EMI or Enterprise Manufacturing Intelligence software appears to be hitting its stride across a wide range of manufacturing industries, due to the need for increased real-time visibility of cohesive manufacturing and business performance-related information. Additionally, advanced, yet simpler-to-use analytics technologies, are becoming a more pervasive component of EMI and other manufacturing business solutions.
When we look across the landscape of software technologies that are being invested in by the suppliers of manufacturing operations and business/IT solutions, we are seeing a clear trend in the increased focus on applications of both Big Data Analytics and Small/Right Data Analytics.
A couple of weeks back, we attended a special analyst webcast announcing the intent of Siemens to acquire Camstar, a long-time Manufacturing Execution Systems (MES) player, as part of the Siemens PLM software group. This transaction is on a fast track to culminate in November, 2014 with terms undisclosed, as Camstar is a privately held company.
LNS Research had the pleasure of attending the Schneider Electric Software Global Customer Conference in Orlando, FL, earlier this month—where the theme was all about how the game is changing in businesses today and how the company is rising to the new challenges with game-changing solutions.
Schneider Electric recently hosted industry analysts, media, social influencers, academia, and others for a packed agenda and lively exchange on the market and technology forces that are driving “The Next Age of Change” for the manufacturing and utilities industries, and smart cities. The intention of this event was to share high-level strategic directions, as opposed to detailing all of the company’s plans.
It’s hard to deny the existing and future potential of creative new applications and the associated benefits that will likely arise from the Internet of Things (IoT) in the industrial sector. However, accelerated adoption is not without its challenges or hurdles that need to be overcome. LNS Research’s goal is to see that all of these challenges are addressed as quickly and as practically possible so the manufacturing industries can continue to accelerate their business success by leveraging these exciting new technologies.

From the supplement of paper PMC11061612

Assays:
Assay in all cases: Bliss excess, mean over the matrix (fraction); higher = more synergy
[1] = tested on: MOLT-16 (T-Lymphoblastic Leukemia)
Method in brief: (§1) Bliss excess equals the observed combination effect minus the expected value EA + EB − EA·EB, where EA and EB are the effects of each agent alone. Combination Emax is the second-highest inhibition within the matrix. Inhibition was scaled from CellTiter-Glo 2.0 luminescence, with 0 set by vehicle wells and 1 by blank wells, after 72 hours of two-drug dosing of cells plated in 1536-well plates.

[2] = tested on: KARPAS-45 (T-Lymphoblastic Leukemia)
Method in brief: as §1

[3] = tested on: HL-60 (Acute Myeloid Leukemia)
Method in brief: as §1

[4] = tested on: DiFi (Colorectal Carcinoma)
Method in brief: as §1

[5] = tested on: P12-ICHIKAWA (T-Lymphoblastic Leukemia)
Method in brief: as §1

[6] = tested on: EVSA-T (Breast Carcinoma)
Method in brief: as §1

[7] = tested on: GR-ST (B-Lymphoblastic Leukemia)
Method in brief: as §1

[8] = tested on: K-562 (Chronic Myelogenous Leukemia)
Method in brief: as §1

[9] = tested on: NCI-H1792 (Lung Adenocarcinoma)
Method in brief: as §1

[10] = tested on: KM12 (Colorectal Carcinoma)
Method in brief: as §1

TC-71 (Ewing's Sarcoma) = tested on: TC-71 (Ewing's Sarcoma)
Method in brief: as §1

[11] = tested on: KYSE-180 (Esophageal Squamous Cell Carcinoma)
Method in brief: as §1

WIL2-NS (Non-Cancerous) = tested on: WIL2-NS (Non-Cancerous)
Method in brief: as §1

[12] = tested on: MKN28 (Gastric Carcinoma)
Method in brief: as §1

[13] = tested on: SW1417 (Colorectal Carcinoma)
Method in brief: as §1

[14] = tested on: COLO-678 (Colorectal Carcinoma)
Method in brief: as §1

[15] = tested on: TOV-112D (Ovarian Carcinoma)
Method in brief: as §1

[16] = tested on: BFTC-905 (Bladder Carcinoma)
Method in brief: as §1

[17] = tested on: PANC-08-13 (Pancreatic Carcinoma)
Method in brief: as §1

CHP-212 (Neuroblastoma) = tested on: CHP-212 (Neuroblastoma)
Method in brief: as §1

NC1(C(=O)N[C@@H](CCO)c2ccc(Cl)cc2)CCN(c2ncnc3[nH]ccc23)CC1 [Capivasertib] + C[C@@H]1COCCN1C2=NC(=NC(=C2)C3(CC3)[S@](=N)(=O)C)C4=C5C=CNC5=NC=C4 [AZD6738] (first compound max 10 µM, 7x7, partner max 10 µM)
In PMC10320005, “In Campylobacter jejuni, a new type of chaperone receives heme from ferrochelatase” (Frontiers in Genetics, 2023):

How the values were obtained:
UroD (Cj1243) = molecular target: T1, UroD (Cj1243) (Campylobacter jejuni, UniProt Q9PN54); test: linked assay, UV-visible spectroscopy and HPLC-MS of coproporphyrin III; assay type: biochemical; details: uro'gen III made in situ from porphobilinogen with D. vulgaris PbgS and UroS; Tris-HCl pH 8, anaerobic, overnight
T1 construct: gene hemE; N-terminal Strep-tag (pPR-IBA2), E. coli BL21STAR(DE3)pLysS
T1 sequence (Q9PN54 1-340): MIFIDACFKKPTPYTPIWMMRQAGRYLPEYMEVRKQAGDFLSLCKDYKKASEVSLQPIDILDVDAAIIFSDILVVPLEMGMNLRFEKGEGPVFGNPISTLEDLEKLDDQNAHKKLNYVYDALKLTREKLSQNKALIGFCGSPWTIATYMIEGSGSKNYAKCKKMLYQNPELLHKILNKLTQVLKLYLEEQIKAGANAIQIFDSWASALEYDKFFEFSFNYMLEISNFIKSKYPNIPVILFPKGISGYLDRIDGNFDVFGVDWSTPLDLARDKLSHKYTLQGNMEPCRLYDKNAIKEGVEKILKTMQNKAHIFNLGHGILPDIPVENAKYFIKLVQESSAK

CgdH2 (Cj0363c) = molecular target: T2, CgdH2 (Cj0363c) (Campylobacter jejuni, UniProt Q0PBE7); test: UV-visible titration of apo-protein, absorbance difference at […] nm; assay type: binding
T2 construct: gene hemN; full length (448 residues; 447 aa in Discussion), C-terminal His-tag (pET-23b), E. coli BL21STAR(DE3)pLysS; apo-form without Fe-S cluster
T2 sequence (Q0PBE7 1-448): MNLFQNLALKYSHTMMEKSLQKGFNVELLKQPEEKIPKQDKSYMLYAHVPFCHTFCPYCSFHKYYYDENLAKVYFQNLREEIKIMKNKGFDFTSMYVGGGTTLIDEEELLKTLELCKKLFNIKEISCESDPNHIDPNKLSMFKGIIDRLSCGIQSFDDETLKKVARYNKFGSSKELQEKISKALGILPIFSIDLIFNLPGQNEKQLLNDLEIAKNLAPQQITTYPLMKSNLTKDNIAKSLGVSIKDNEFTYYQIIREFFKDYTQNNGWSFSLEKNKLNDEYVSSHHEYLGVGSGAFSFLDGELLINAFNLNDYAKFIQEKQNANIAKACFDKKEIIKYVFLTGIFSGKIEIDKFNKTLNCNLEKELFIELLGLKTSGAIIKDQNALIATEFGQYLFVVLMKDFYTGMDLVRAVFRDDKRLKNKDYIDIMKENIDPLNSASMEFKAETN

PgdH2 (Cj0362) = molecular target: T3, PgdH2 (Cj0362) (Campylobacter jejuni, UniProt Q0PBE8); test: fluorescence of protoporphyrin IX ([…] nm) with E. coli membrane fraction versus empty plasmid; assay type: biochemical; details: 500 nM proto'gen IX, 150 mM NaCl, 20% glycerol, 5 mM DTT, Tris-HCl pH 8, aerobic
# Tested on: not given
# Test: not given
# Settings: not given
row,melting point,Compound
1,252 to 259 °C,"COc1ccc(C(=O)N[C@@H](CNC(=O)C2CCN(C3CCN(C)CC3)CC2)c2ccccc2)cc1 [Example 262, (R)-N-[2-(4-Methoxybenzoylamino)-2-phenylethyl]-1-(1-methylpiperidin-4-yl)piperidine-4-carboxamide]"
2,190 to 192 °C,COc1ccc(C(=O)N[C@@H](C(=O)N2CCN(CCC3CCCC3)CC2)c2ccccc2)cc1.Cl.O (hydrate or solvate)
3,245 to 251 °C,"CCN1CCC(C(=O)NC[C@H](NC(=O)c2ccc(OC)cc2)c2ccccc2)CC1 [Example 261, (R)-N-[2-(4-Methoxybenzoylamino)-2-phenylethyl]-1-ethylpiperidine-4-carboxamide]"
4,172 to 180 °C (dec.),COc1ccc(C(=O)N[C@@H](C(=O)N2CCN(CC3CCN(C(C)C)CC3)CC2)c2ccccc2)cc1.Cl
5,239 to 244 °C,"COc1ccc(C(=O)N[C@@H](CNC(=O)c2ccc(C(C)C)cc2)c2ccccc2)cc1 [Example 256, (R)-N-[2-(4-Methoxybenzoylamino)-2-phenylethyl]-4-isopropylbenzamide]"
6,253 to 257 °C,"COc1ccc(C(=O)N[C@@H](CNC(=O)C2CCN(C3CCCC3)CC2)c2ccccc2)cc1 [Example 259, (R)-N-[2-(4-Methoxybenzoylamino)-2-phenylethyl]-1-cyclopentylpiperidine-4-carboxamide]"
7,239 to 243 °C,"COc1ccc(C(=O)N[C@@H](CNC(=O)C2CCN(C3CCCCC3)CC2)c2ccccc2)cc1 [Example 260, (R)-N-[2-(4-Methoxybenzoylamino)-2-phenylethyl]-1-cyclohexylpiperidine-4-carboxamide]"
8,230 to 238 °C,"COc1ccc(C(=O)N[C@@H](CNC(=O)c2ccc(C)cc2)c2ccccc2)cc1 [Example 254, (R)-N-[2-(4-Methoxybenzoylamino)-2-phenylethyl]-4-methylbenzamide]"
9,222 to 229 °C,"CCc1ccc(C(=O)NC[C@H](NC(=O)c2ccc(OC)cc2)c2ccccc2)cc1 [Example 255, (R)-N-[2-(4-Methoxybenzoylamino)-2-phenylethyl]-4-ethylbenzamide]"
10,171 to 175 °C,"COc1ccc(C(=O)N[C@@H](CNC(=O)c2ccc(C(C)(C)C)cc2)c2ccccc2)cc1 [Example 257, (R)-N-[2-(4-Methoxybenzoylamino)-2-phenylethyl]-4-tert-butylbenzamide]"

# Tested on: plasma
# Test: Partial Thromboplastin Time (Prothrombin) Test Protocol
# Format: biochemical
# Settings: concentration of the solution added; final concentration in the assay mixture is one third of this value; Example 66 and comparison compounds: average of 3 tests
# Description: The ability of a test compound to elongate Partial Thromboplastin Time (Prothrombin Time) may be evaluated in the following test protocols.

LNS Research was pleased to be among the industry media and analyst guests at Rockwell Automation’s RSTechED event last month in Orlando, FL. This was the 17th annual event series, which is geared around education and competency in the latest automation and information offerings for Rockwell Automation and partner attendees.
In the first LNS Research blog article on this topic, we discussed the huge potential for billions of interconnected devices, along with summarizing some of the key investments, movers and shakers, and activities that are occurring surrounding the Internet of Things (IoT) for the manufacturing industries. We also explored the first of three big hurdles that we see as slowing down adoption – the need for more interoperability standards between IoT and existing manufacturing and IT industry standards.
The manufacturing industries are getting increasingly excited about the future possibilities of sensors, equipment, machines, lines, processing units, plants, materials, containers, transportation, buildings, homes, computers, software, private and public clouds, mobile devices, people, departments, companies and processes – ALL being simply and inexpensively interconnected and collaborating together via Internet technologies to achieve innovative and amazing results!
On April 16, 2014, LNS Research and MESA International held a webcast event entitled, “2013-2014 Manufacturing Metrics that Really Matter.” By the end of the event, we had received a barrage of questions from attendees, many of which couldn’t be addressed live due to time. In this post, we’ll address the top 10 questions that were asked.